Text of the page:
Recently, I received an email from a twenty-two-year old who has never voted. He does not know what to do because he doesn’t believe in voting. He sees it as the cause of conflict among friends and fears it is all a corrupt gig anyway. Yet he’s wondering if he is wrong, and afraid he might make the wrong choice. Who in his position wouldn’t be? Many young people are eligible to vote for the first time. We need to show some respect for the gravity of the political moment they face. They may decide this election and imagine that burden. Do the right thing or the country tanks? Is it really a surprise so many think it’s safest to stay home on election day?

While there are many reasons for how one’s vote gets cast, I worry that those of us in my generation that have made the decision to vote for Hillary are letting our sense of cool drive the tone of our conversations. I fear that our ingrained habit of railing against corporations and the elite bully boys of this world, might have the unintended consequence of reinforcing younger millennials’ reluctance to vote for Hillary, or maybe even to vote at all. Our words, in this case, may have more effect than our actions. We are on the cusp of a decision that might lead to a strong man culture and put us on the road to fascism. It is not the time to worry about whether our indie cred is intact, but to take up our place in the community and bring our experience to the table.

What I know from organizing is that nothing moves people like one-on-one conversations with those they trust. If you are that person for someone else, talk to them. If you are someone who is unsure if you will vote, or for whom, look around at the people you trust and respect. Find someone with good information and an open heart. Nine out of ten times that person will not steer you wrong.

To my generation, I beg of you, lead. Go back to the real word of mouth. The one we all knew before the web. Lead. You are somebody’s cool Aunt or Uncle. Somebody’s vegan cousin in a blue state. You are somebody’s manager or mentor. Lead. Yes, I know you might hate that term and have built business models on undermining it. Lead anyway. Only one of the two major candidates will be president. We are days away. May I suggest that the time for spouting off at work or over Thanksgiving about emails and servers and the Illuminati has passed. Find another outlet to ease your discomfort. Instead, say you’re voting. Say voting matters. Say who you are voting for and why.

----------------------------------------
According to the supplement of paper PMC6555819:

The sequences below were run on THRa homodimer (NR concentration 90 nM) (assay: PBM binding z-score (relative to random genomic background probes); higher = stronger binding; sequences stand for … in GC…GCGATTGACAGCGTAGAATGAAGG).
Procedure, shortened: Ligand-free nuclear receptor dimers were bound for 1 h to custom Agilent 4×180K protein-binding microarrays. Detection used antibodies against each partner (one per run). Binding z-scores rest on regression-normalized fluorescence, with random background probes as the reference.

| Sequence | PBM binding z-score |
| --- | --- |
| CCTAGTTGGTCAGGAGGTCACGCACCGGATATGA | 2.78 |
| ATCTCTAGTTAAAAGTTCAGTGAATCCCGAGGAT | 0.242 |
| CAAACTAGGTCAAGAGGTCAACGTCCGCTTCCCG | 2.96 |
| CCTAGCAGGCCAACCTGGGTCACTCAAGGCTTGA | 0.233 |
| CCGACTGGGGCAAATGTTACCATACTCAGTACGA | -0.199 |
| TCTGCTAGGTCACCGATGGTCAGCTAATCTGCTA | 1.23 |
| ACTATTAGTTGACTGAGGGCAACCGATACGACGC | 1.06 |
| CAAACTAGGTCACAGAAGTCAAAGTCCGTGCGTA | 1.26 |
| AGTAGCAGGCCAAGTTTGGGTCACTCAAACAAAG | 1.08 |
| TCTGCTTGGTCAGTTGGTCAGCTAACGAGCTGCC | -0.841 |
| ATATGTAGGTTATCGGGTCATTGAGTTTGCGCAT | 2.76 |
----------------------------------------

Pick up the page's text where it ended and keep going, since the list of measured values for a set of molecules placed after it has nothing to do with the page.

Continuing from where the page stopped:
If you are voting for Clinton, don’t hide it. Don’t whisper. Shout. If you made the decision on a 60/40 call, let that 60% of you speak. Say: I’m voting for her and here are the things I like about who she is and what she does. There are those who look to you. Don’t be cool. Lead with a compassionate heart.

I’ll start.

I believe in voting. It is not all I believe in, but it is the very least I can do for the country. I don’t believe in taking my marbles and going home. I don’t believe that refusing to take the ball because you can only get it five yards down the grid iron is honorable behavior.

I don’t see my vote as my “brand” or as something sullied by compromise. I see voting as part of a collective act. It is a personal choice we trust each other to make. Sometimes my issues don’t make it to the election. When that’s the case, I vote for what means the most to other people, particularly those in a more vulnerable position than I am.

I am proudly voting for Hillary Clinton. With all her flaws, I believe her to be insanely smart, more than qualified, a fighter for women and children. I also believe she listens to others, knows policy, and weighs options carefully. She does not flinch when faced with a hard choice or quit when bullied. Most importantly, I believe that if we elect her, democracy gets another four years. With all my heart I believe that this election is not about the lesser of two evils, but the more immediate of two threats and, ultimately, the better of two countries.